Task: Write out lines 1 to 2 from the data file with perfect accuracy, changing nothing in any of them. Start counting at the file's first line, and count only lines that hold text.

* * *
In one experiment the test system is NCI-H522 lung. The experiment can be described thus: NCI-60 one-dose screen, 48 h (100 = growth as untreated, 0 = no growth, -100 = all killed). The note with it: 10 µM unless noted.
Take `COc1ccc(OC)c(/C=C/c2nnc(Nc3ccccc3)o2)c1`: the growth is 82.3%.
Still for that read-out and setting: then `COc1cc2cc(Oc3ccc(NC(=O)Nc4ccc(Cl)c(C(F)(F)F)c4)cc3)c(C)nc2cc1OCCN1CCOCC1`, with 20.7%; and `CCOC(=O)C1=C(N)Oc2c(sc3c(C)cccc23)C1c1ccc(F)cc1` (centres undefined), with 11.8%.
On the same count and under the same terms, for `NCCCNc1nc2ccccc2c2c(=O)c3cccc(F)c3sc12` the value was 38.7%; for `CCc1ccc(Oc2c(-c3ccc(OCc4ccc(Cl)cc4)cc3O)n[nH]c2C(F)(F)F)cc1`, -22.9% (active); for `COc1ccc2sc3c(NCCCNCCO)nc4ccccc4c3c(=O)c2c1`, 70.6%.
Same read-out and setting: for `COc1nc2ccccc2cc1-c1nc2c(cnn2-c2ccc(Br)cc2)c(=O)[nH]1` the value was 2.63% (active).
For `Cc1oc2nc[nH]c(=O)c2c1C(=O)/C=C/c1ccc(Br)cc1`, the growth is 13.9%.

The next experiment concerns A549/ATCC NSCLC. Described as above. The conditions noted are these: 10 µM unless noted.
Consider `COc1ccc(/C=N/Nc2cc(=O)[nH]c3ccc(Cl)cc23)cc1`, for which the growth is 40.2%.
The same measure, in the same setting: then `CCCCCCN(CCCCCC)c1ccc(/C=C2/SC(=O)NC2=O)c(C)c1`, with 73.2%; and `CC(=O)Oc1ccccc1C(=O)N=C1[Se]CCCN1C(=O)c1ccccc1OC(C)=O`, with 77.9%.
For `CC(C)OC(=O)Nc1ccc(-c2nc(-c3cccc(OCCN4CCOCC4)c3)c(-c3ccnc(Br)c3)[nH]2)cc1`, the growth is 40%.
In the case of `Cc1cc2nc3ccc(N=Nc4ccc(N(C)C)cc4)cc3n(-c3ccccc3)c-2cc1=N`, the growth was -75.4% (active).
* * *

In one experiment the test system is NCI-H522 lung. The experiment can be described thus: NCI-60 one-dose screen, 48 h (100 = growth as untreated, 0 = no growth, -100 = all killed). The note with it: 10 µM unless noted.
Take `COc1ccc(OC)c(/C=C/c2nnc(Nc3ccccc3)o2)c1`: the growth is 82.3%.